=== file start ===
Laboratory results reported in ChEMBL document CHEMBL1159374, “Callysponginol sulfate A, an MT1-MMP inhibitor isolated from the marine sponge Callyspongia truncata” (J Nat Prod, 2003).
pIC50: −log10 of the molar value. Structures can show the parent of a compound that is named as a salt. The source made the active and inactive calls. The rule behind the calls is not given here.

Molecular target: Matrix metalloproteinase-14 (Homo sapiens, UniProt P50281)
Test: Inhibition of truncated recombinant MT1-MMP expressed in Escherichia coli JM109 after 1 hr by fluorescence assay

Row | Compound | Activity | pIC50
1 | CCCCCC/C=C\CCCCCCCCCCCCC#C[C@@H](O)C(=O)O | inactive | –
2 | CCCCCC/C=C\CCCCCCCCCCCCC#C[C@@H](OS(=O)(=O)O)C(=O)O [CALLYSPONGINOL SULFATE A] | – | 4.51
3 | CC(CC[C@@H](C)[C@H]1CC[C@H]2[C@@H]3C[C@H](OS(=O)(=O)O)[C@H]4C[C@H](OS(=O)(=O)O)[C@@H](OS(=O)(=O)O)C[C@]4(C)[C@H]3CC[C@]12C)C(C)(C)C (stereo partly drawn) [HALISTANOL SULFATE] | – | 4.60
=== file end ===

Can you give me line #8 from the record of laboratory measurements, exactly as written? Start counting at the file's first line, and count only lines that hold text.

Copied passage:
3 | CC(CC[C@@H](C)[C@H]1CC[C@H]2[C@@H]3C[C@H](OS(=O)(=O)O)[C@H]4C[C@H](OS(=O)(=O)O)[C@@H](OS(=O)(=O)O)C[C@]4(C)[C@H]3CC[C@]12C)C(C)(C)C (stereo partly drawn) [HALISTANOL SULFATE] | – | 4.60